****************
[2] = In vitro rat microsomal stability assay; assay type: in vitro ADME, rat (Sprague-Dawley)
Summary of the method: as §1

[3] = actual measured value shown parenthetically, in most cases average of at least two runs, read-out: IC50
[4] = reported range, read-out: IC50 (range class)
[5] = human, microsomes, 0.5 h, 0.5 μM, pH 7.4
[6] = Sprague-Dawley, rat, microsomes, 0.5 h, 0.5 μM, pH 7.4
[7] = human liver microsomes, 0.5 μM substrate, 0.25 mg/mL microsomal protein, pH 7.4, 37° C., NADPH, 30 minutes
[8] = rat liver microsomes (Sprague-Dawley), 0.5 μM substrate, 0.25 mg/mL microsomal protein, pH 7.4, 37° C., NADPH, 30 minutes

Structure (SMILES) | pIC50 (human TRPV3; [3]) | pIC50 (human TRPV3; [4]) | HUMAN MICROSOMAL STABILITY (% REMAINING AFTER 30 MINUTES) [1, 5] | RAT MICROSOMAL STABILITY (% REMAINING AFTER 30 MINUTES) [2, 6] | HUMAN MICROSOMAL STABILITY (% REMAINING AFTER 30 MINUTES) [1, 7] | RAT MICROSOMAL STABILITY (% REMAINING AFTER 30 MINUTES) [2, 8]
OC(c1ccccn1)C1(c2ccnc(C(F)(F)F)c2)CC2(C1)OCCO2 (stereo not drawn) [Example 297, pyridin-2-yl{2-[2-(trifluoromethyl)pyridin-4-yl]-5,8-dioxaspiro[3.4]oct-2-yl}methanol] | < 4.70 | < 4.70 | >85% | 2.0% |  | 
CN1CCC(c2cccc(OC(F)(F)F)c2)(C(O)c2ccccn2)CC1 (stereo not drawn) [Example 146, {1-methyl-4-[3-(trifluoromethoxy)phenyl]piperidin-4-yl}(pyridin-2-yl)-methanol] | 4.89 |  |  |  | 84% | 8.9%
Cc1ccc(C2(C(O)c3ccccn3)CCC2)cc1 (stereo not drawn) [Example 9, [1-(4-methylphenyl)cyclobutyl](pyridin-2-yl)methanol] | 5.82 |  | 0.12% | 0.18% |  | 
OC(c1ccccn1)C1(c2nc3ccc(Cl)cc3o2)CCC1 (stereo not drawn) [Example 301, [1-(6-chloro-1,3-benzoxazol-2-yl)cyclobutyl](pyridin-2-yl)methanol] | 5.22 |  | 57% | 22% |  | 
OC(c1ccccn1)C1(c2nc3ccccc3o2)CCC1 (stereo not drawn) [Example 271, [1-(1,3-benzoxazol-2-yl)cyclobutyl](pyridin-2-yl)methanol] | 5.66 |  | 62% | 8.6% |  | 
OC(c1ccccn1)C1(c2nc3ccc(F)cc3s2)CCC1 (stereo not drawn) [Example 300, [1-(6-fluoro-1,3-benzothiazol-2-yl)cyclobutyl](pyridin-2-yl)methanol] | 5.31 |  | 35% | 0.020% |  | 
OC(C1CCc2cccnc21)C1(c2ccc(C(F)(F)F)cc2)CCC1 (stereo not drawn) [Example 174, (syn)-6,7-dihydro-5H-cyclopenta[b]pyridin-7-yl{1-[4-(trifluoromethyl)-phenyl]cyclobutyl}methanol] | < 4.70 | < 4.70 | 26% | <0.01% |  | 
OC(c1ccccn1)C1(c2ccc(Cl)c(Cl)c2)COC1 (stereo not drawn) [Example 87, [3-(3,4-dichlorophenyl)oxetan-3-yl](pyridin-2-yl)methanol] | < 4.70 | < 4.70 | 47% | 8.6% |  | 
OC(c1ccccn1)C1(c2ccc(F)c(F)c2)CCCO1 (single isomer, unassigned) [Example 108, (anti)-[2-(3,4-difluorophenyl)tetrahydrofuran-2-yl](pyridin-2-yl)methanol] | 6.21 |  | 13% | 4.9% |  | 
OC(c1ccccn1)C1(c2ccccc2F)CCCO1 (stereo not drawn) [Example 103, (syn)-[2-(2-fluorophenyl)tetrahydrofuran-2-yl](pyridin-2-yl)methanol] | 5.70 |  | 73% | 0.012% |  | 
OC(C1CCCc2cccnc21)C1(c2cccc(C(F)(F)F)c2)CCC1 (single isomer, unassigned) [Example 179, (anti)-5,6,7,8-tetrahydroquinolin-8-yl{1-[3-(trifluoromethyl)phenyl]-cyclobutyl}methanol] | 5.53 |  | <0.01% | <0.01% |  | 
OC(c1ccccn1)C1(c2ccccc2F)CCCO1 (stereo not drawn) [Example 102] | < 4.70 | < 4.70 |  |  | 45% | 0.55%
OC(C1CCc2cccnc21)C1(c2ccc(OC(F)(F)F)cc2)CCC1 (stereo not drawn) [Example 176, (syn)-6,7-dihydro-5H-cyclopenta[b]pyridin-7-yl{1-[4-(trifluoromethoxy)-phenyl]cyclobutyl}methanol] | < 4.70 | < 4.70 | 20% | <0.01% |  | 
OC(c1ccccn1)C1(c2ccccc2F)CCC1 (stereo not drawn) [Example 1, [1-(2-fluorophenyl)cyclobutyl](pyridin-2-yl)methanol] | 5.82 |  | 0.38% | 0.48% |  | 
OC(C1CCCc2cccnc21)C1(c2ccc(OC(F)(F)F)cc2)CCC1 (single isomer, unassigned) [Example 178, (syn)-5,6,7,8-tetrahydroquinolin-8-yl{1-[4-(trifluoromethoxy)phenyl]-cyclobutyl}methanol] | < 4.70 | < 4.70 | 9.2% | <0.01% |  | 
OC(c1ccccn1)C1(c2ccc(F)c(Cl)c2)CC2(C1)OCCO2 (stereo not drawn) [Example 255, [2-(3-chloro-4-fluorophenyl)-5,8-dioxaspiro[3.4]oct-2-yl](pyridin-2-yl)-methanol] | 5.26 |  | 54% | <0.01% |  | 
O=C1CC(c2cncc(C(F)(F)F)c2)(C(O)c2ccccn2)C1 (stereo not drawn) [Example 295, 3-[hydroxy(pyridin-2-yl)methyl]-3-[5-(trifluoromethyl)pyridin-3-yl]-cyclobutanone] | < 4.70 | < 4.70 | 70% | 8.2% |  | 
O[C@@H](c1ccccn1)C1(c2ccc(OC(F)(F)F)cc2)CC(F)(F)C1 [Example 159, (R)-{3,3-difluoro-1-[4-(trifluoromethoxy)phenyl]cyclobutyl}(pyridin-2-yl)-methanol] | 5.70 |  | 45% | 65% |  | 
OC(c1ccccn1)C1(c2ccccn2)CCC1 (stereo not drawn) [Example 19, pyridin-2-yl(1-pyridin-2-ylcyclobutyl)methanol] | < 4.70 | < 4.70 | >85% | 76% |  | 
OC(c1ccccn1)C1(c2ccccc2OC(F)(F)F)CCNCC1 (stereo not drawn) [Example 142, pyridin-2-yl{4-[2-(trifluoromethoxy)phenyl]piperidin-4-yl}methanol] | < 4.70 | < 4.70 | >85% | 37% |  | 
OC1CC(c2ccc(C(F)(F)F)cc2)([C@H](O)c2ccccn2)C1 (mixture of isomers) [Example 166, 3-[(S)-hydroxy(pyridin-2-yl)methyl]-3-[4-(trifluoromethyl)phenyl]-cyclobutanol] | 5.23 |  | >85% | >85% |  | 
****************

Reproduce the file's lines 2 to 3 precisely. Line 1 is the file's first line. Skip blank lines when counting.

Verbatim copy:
Summary of the method: as §1

[3] = actual measured value shown parenthetically, in most cases average of at least two runs, read-out: IC50